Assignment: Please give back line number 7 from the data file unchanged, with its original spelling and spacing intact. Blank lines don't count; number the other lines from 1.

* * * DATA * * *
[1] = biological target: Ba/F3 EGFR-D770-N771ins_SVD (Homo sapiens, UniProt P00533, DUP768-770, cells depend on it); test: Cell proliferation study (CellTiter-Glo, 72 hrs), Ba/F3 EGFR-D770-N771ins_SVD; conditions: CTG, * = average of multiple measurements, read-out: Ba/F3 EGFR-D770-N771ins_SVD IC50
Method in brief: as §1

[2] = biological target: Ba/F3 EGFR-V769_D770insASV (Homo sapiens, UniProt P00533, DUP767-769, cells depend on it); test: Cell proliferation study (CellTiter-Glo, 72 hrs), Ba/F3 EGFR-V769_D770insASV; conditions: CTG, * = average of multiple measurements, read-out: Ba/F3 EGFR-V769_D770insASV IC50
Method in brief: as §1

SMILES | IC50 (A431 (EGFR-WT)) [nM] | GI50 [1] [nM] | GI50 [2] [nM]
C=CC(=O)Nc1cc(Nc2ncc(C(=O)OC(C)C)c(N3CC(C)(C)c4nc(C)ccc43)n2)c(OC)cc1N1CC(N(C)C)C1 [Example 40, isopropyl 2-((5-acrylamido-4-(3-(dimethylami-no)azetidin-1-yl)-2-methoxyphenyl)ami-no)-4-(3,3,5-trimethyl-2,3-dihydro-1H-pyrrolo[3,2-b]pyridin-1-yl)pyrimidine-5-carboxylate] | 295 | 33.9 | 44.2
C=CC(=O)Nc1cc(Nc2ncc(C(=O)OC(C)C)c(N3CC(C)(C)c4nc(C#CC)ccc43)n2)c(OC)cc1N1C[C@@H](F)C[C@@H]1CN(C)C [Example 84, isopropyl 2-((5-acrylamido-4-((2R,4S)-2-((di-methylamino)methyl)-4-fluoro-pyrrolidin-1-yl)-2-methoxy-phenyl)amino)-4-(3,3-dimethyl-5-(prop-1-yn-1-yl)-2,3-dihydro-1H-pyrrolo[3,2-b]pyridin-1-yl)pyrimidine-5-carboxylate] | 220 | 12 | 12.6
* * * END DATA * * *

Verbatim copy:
C=CC(=O)Nc1cc(Nc2ncc(C(=O)OC(C)C)c(N3CC(C)(C)c4nc(C#CC)ccc43)n2)c(OC)cc1N1C[C@@H](F)C[C@@H]1CN(C)C [Example 84, isopropyl 2-((5-acrylamido-4-((2R,4S)-2-((di-methylamino)methyl)-4-fluoro-pyrrolidin-1-yl)-2-methoxy-phenyl)amino)-4-(3,3-dimethyl-5-(prop-1-yn-1-yl)-2,3-dihydro-1H-pyrrolo[3,2-b]pyridin-1-yl)pyrimidine-5-carboxylate] | 220 | 12 | 12.6